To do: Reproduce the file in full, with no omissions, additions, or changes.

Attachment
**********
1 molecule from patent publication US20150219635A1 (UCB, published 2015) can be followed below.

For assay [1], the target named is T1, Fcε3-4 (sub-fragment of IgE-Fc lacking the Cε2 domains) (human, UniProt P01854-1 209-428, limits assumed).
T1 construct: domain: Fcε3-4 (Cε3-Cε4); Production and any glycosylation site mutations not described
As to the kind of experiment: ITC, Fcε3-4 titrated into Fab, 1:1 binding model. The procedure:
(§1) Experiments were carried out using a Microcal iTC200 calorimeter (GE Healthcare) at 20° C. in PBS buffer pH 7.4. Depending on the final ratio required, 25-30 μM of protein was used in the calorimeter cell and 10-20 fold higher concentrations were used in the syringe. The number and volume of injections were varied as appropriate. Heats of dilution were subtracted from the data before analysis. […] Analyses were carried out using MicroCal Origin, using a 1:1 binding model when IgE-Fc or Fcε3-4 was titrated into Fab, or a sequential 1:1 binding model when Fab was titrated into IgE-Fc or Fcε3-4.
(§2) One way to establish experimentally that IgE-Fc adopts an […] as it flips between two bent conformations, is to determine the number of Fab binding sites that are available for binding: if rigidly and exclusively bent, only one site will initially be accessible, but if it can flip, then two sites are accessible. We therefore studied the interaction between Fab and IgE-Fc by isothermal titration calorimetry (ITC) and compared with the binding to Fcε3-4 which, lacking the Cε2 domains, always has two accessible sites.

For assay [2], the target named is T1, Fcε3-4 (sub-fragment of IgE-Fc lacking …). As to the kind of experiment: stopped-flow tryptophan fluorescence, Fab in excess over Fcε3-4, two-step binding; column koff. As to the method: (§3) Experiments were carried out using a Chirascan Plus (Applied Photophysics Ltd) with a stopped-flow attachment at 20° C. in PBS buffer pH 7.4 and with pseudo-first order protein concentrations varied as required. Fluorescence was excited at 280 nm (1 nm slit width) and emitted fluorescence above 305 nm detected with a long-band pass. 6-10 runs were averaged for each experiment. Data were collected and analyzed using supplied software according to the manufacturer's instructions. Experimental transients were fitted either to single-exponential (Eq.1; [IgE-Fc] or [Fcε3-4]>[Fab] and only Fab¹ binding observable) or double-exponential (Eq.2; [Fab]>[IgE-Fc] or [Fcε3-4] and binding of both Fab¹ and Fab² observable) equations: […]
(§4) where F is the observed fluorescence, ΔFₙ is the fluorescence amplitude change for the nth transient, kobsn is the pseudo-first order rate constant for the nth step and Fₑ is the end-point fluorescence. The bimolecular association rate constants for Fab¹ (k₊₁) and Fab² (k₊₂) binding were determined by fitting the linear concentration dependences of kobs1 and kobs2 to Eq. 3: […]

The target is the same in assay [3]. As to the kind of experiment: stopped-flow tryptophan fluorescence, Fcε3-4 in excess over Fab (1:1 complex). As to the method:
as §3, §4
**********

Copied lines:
1 molecule from patent publication US20150219635A1 (UCB, published 2015) can be followed below.

For assay [1], the target named is T1, Fcε3-4 (sub-fragment of IgE-Fc lacking the Cε2 domains) (human, UniProt P01854-1 209-428, limits assumed).
T1 construct: domain: Fcε3-4 (Cε3-Cε4); Production and any glycosylation site mutations not described
As to the kind of experiment: ITC, Fcε3-4 titrated into Fab, 1:1 binding model. The procedure:
(§1) Experiments were carried out using a Microcal iTC200 calorimeter (GE Healthcare) at 20° C. in PBS buffer pH 7.4. Depending on the final ratio required, 25-30 μM of protein was used in the calorimeter cell and 10-20 fold higher concentrations were used in the syringe. The number and volume of injections were varied as appropriate. Heats of dilution were subtracted from the data before analysis. […] Analyses were carried out using MicroCal Origin, using a 1:1 binding model when IgE-Fc or Fcε3-4 was titrated into Fab, or a sequential 1:1 binding model when Fab was titrated into IgE-Fc or Fcε3-4.
(§2) One way to establish experimentally that IgE-Fc adopts an […] as it flips between two bent conformations, is to determine the number of Fab binding sites that are available for binding: if rigidly and exclusively bent, only one site will initially be accessible, but if it can flip, then two sites are accessible. We therefore studied the interaction between Fab and IgE-Fc by isothermal titration calorimetry (ITC) and compared with the binding to Fcε3-4 which, lacking the Cε2 domains, always has two accessible sites.

For assay [2], the target named is T1, Fcε3-4 (sub-fragment of IgE-Fc lacking …). As to the kind of experiment: stopped-flow tryptophan fluorescence, Fab in excess over Fcε3-4, two-step binding; column koff. As to the method: (§3) Experiments were carried out using a Chirascan Plus (Applied Photophysics Ltd) with a stopped-flow attachment at 20° C. in PBS buffer pH 7.4 and with pseudo-first order protein concentrations varied as required. Fluorescence was excited at 280 nm (1 nm slit width) and emitted fluorescence above 305 nm detected with a long-band pass. 6-10 runs were averaged for each experiment. Data were collected and analyzed using supplied software according to the manufacturer's instructions. Experimental transients were fitted either to single-exponential (Eq.1; [IgE-Fc] or [Fcε3-4]>[Fab] and only Fab¹ binding observable) or double-exponential (Eq.2; [Fab]>[IgE-Fc] or [Fcε3-4] and binding of both Fab¹ and Fab² observable) equations: […]
(§4) where F is the observed fluorescence, ΔFₙ is the fluorescence amplitude change for the nth transient, kobsn is the pseudo-first order rate constant for the nth step and Fₑ is the end-point fluorescence. The bimolecular association rate constants for Fab¹ (k₊₁) and Fab² (k₊₂) binding were determined by fitting the linear concentration dependences of kobs1 and kobs2 to Eq. 3: […]

The target is the same in assay [3]. As to the kind of experiment: stopped-flow tryptophan fluorescence, Fcε3-4 in excess over Fab (1:1 complex). As to the method:
as §3, §4